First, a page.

Updated: Mar 30, 2019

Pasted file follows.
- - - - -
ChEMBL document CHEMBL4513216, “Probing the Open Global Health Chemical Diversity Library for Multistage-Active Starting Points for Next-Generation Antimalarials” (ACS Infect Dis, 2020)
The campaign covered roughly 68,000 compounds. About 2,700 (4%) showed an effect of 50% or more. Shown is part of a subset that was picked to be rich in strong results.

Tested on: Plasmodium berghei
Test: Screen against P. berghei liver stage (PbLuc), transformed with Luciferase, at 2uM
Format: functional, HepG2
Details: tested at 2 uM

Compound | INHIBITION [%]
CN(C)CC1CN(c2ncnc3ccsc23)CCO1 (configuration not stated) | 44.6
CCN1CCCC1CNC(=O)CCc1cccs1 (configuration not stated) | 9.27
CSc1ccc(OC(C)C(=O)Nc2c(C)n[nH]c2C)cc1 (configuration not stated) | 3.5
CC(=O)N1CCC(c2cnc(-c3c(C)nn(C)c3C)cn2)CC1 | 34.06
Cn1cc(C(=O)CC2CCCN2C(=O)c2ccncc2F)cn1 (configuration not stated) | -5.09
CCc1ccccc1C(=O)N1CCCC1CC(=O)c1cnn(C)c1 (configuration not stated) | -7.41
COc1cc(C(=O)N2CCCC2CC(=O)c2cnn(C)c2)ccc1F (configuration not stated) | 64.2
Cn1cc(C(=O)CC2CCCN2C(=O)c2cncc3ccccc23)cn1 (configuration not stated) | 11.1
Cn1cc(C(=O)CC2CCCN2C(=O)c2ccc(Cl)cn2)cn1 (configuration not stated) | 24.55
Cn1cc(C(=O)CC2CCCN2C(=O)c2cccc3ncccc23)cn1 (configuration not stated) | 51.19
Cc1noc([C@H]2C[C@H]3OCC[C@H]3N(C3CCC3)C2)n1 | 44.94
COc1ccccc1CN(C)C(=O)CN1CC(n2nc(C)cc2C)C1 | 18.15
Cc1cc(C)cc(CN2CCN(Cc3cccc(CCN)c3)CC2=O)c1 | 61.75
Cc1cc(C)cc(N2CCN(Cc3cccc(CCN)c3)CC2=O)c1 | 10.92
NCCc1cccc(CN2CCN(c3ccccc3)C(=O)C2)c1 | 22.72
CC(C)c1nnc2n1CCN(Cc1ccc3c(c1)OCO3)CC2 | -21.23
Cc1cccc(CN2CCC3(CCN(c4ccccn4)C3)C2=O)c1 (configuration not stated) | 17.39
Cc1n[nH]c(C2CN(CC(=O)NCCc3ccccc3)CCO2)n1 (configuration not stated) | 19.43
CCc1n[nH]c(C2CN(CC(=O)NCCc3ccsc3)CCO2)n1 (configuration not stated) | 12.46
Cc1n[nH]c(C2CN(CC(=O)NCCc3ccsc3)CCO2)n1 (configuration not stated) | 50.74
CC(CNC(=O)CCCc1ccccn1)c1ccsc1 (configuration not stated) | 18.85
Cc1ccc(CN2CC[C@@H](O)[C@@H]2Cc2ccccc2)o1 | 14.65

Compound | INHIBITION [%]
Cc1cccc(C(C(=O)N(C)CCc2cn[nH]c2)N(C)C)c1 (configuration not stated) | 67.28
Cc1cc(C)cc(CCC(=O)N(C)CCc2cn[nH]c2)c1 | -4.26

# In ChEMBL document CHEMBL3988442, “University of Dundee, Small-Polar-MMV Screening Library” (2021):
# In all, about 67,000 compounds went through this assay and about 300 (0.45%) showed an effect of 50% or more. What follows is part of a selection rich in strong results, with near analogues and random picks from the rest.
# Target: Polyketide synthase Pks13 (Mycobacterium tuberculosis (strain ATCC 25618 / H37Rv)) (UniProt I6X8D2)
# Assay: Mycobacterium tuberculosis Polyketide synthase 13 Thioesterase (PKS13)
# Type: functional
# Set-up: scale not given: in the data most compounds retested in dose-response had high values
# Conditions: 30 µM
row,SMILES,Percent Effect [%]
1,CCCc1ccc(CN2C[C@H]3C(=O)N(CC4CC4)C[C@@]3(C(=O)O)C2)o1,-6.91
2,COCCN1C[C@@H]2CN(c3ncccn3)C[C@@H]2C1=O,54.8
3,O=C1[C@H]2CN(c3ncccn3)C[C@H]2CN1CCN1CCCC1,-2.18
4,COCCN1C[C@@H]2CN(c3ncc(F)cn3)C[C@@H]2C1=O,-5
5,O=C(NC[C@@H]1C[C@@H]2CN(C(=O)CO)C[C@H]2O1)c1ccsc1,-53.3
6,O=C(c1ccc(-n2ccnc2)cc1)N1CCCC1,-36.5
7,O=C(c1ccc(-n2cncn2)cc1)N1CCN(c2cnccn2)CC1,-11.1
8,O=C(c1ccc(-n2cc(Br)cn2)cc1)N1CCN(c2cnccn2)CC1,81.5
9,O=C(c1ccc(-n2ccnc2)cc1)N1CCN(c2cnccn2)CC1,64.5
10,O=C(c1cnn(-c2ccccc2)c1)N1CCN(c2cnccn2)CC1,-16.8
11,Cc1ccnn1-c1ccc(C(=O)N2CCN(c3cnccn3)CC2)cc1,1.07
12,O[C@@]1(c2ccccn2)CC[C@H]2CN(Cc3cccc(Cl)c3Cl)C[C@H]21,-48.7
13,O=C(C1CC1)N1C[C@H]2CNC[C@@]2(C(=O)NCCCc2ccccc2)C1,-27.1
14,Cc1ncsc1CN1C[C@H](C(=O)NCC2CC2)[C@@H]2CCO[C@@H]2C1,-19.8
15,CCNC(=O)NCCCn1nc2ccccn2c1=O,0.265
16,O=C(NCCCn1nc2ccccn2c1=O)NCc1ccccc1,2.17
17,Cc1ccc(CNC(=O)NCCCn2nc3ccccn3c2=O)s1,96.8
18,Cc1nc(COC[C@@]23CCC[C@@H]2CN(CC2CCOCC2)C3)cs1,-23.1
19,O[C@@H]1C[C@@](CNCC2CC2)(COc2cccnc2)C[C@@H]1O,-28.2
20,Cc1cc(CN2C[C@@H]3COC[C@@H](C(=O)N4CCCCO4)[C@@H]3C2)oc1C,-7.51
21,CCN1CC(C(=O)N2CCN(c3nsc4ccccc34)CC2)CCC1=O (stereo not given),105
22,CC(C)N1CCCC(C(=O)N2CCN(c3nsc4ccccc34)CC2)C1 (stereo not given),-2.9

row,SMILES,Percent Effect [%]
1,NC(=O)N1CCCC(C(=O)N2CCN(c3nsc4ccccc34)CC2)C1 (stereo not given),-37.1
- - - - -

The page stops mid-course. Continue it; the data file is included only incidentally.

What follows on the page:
After longer delays than I would have wished, at last by the help of the good God comes forth the second Part of the Fourth and Final Volume of the Synopsis, the Colophon of our Biblical Labor, most longed for by me, long awaited by others, not unwelcome, I hope, which, beginning with the Epistles of Paul, comes to a close in Revelation. It is not necessary for me to enlarge either my fault, or the injury hitherto brought against thy patience, by the new and unnecessary delays of a prolix Epistle. The nature and method of the Work is the same here as in the preceding Volumes; the plan entirely the same: concerning which, since I explained fully in the Preface of the First Volume, it would be vain to repeat the same things here. The Authors, from whose fields we have reaped these things, some are common to the rest of the Volumes, and especially to the first Part of this Volume, of which sort are the Critical Interpreters published in London, among whom is Grotius, from whom, just as it was done in the first Part, I have transcribed almost all things verbatim, as almost untouched, if you take away the testimonies of others brought forward by himself; the commentaries of Grotius on the New Testament are had in my Synopsis. Furthermore, Beza; Camerarius; Piscator; Hammond; Schmidt; Louis de Dieu; Mede; Lightfoot in Harmony, Chronicle, and Order of the New Testament; Gataker; Gomar, who wrote Annotations, indeed brief but not at all to be despised, on several Apostolic Epistles and on the first three chapters of Revelation; Junius in Parallels; Calvin, from whom I selected not with a sparing hand, especially in the latter Epistles; Norton Knatchbull, Eques Auratus, whose several Annotations, while in the former portion I set them forth as if gathered out of Hammond, having been advised concerning that matter, and informed by that most Illustrious Knight that his Notes were composed before the Commentaries of Hammond saw the light, I restored the Extracts to that first author, and I wish the credit to be paid to him. Others proper to this Part in general, who here follow: In all the Apostolic Epistles, Estius, who illucidated them with prolix and most learned Commentaries; Justinianus, an erudite and prolific interpreter; Strigelius, consulted in the first Volume of my Work; Vorstius, a man keen and erudite, who skillfully investigated the plan of the Sacred Scriptures, and happily achieved in many things, although afterwards he fell to certain inferior doctrines; Dickson the Scot, who interpreted the Epistles, briefly but perspicaciously, ingeniously and with judgment: On some Epistles of Paul, Zanchius, a Theologian like few others, whose Commentaries, composed with singular erudition and acumen, show their Author to be most learned: On the Epistle to the Romans, Pererius; Toletus; Willet, previously adorned with his own praises; Pareus, who long since among Theologians won the praise of doctrine and judgment attained; Stephanus de Brais, who recently published his Paraphrastic Analysis of this Epistle, illustrated with his Notes, composed with talent and learning more than ordinary; Loius de Dieu, who composed a proper commentary on this Epistle, and that entirely worthy of such an Author, and was about to do the same in the remaining Epistles, if his life had been sufficiently long: On Corinthians, our William Sclater and Calixtus, who not rarely covered with their brief little notes those things that you will seek in vain in the prolix Volumes of others: On the first to the Corinthians, John Lightfoot, by whose lucubrations we were greatly helped in the former Volumes, recently (oh, the grief) snatched away from the literary and Christian Commonwealth, who by his Hebraic Hours elucidated this Epistle in his manner, that is, most learnedly. Now, since that place concerning manly Hair, 1 Corinthians 11:14, 15, is greatly entangled by the discord of Interpreters, and since the disturbances, stirred in the Church, and in the souls of many, concerning this matter, are not small, it seemed right to seek a more copious explication of that out of Salmasius’ Dialogue concerning Hair, and out of Revius’ Disputations; of which authors alone have I here made use, partly because others that had taken up the cracking of this nut were not at hand for me, partly because their other writings of them made them famous, and this writing of Revius went forth, defended by judgment of the rest of the Professors of Leiden. On the Epistle to the Ephesians, Boyd, a Scot by nation, who interpreted it with great industry, and with no less learning and judgment; Crocius, an Interpreter of note: On the Epistle to the Colossians, Davenant and Daillé, indeed recent Interpreters, but equal to the ancients, and placed far above my praises: On the Epistles to the Thessalonians, Sclater: On the second chapter of the later Epistle, Grotius, in his Dissertation Concerning the Places of the New Testament that Treat, or Are Thought to Treat, of Antichrist; Simplicius Verinus, in Notes written concerning the same passages, the Author of which I hear was believed by many to be Salmasius; Hippolytus Fronto, under which name that most famous man, Peter Molinæus, wished to lie hidden; Henry More of Cambridge, in his most learned Theological Works recently published in Latin: On the Epistles to Timothy, Magalianus, who interpreted them diffusely and painstakingly; Scultetus and Pricæus, mentioned in the former Part of this Volume: On the first to Timothy, Danæus, an acute and erudite writer; Gothofredus, a man most renowned by due right, who illustrated that famous place, 1 Timothy 3:15, 16, with most learned Dissertations: On that to Philemon, Scipione Gentili, who explained that with singular erudition and talent: On the Epistle to the Hebrews, Ribera, Pareus, Gerhard, previously praised; Tena, who exhibited it, explained with copious and learned commentaries; our William Gouge, in whose prolix Work you will find uncommon learning employed with solid judgment; our Lawson, whose small studies equal the large volumes of others; John Owen, who has set forth now into the light lucubrations composed with uncommon learning on the first five chapters of that Epistle, who hereafter is going to set forth the remaining parts of the work begun, which I hope and long for, for my sake and that of the good public; Frederic Spanheim, a not unequal Son of a Great Parent, who treated ingeniously and most learnedly that famous question concerning the Author of this Epistle, and he has happily untied that knot, most worthy of a liberator, if it is as I conclude; Reverend Buxtorf, who in his most erudite Essays Concerning the Ark, etc., illustrated that passage, Hebrews 9:4, with interpretations worthy of such an Author. And since that passage concerning Melchizedek has hitherto vexed Interpreters, by them equally vexed, I gathered many things concerning this question out of Schlegelius, whose Tract concerning this is subjoined in the recent London edition of Tena, out of Cregutus, in Revealer of Secrets, and out of the Theses of Saumur: On the Epistle of James, Laurentius, from whom I culled some things; and Reverend Gataker, who fully, piously, and, what to him was customary, most eruditely, explained the whole, indeed in sermons held for the people, but which were able to be held for the clergy. Which κειμήλιον/valuable Manuscript, with others Treasures of that best of men, his most learned Son communicated graciously with me: On the Epistles of Peter, Gerhard: On Revelation, from the side of the Pontifical men, Ribera; Pererius; Cornelius à Lapide; Gagnæus, Parisian Doctor; Estius; Menochius; from the side of the Reformers, Matthew Cotterius, a learned and acute man; John Cluverus, in his diffuse and learned Commentaries on this Book; Patrick Forbes, the Bishop of Aberdeen not so long ago, whom his other writings also made famous; Brightman, who, although he was deceived in some passages, which is not to be marveled at in such an obscure portion of the sacred page, but is to be endured, yet in not a few other places he shows both abundance of learning and acumen of talent; Pareus; Gerhard Gravius in Apocalyptic Tables; John Napier, a noble Scot; Cocceius, whom we have previously praised; an unknown author in the Apocalyptic Harmony; James Durham the Scot, illustrious with respect to parentage, talent, and learning, who appears to me to kindle a clear light upon not a few passages of this Book, and explained the whole with great judgment; Henry More, who set forth a great number of δυσνόητα, the hard to be understood, passages of this Book with explantions ingenious and erudite; Peter Molinæus and Maresius, on those passages of this Book that treat of Antichrist; an Anonymous English writer, from whom I culled what things appeared to me to be useful; also another Anonymous writer of our nation, in a most erudite dissertation recently published concerning The Ruin of Antichrist; the most celebrated Downham concerning the passages of Sacred Scripture that regard Antichrist; our Reverend Francis Potter, in his most ingenious tractate concerning the interpretation of the number six hundred and sixty-six. The great Ussher, Archbishop of Armagh not so long ago, in a small dissertation on the Roman Babylon. You have, dear Reader, both the Authors and the Books, from which those things, which we gathered in this latter part of our Work, were brought over. Nathaniel Stephens, both in his most learned Dissertation concerning the Name, Character, and Number of the Beast, and in certain manuscript Notes of his, which he benevolently transmitted to me. Now, since this, now made larger as Necessity has required, required expenses beyond the ordinary, it is just to recall with a grateful heart those that carried part of this burden for me; especially the Most Serene King, who first graciously defended me by His Royal Certificate, and restored me by His most benignant countenance and words, and then, with liberality worthy of such a King, He furnished for me papers free from taxes.